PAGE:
The Rose of Persia was also performed in: 1903
The Rose of Persia
A comic opera in two acts; libretto by Basil Hood; inspired by the tale of Abu Hassan, or The Sleeper Awakened from the Arabian Nights. Music by Arthur Sullivan.
Abu-el-Hassan has a fine house in the best part of town, apparently unlimited cash resources, and everything such resources can buy as well as a respectable complement of mostly attractive wives, yet he shuns the friendship of fashionable persons and prefers to spend time and money with and on the professional have-nots of the town
Some of the less wholly loyal of his wives are starting to express a doubt or two on his sanity, but Hassan has no such doubts. After all, although he could afford twice as many wives as he has, he has purposely limited himself to twenty-five: twice as many would just be twice the trouble. His chief wife, the dragonistic Dancing Sunbeam, is in no doubt as to her husband's feeble-mindedness. The very fact that he will not use his riches to win himself - and her - an exalted social position is proof enough of madness. For his own reasons Abdallah is planning, with tacit state support, to exorcise the madness from the wealthy philanthropist with the aid of some religiously approved and grotesque physical tortures. Abdallah's intentions reverse when Hassan announces that he has made his will in Abdallah's favour. If Hassan is proved mad the will would, of course, be invalid.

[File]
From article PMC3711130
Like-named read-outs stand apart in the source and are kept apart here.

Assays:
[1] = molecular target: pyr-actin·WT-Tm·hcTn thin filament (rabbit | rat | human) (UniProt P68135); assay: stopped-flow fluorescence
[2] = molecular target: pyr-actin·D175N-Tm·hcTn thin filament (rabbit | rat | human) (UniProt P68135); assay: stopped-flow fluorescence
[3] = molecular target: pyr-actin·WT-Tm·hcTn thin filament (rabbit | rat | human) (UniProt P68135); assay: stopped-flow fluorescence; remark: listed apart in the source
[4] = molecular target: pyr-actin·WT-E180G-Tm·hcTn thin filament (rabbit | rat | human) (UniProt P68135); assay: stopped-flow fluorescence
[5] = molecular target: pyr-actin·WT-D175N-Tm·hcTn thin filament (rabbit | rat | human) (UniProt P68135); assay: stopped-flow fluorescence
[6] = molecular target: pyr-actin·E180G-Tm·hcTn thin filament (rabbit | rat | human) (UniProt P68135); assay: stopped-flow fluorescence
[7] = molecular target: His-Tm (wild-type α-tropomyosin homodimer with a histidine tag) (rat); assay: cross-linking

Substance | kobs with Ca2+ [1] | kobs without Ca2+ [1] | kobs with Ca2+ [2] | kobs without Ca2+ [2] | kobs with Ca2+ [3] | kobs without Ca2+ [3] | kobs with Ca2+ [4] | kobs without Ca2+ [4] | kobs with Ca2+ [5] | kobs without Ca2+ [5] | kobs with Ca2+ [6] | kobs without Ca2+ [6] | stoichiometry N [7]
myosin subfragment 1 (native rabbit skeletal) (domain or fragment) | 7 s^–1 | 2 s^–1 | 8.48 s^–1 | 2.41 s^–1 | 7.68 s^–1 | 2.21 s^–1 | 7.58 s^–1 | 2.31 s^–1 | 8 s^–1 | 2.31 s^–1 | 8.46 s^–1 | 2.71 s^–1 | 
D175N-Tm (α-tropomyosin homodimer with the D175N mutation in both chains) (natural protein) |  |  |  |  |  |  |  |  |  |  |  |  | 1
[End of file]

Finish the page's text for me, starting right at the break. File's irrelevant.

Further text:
The priest is now interested in arranging a sudden demise for Hassan rather than a simple committal, a solution which certainly wouldn't displease Dancing Sunbeam who sees her husband's fortune as 'The Golden Key' to high society.. Blush-of-Morning, an altogether more sympathetic wife, is quite depressed by the talk of impending widowhood but Abdallah and Dancing Sunbeam assure her that it is a condition which soon passes.
This evening Yussuf, a travelling story-teller, brings to Hassan's home a group of veiled ladies who claim to be a displaced group of dancing girls. The street-wise Yussuf suspects they are really royal slaves who have sneaked out in disguise for a night on the town. He assures them that Hassan will give them hospitality until the Sultan and his guards are safely off-guard and they can return to the Palace. The truth, however, is that one of the company is actually the Sultana, Rose-in-Bloom, herself making a most improper and indeed illegal foray outside the harem.
Having committed herself to this rash adventure, she is now not at all sure that her daring was a good idea. Back in the Palace the world outside seemed so tempting. Her impatience to escape into the real world felt to her like the yearnings of a girl waiting for her love
Hassan returns to his home, bringing with him the beggars and fake cripples who profit from his open-handedness. He explains how he won his fortunes by dint of some very Victorian confidence tricks. The evening's revelry begins with wine all round. The visiting 'dancing girls' are then prevailed upon to contribute an exhibition of their talents to the entertainment, but consternation reigns when Abdallah arrives with a party of bribed policemen. The beggars escape with practised speed and Abdallah, claiming a royal warrant, arrests instead the 'dancing girls'.
The intrepid slave girl Heart's-Desire attempts to draw attention from her mistress by displaying the royal signet ring before the priest and claiming to be the Sultana, but the plan backfires. Abdallah gleefully informs Hassan that the penalty for consorting with the Sultana is some kind of execution. Dancing Sunbeam, hearing of this alienation of what she considers her wordly goods, is livid.
Hassan accepts his fate with an amazing equanimity which is not shared by the girls. He then tells them his secret. His happy-go-lucky nature is due to a life of confirmed drug-taking. He is a bhang addict, floating through life on rosy, drug-induced cloud of unreality.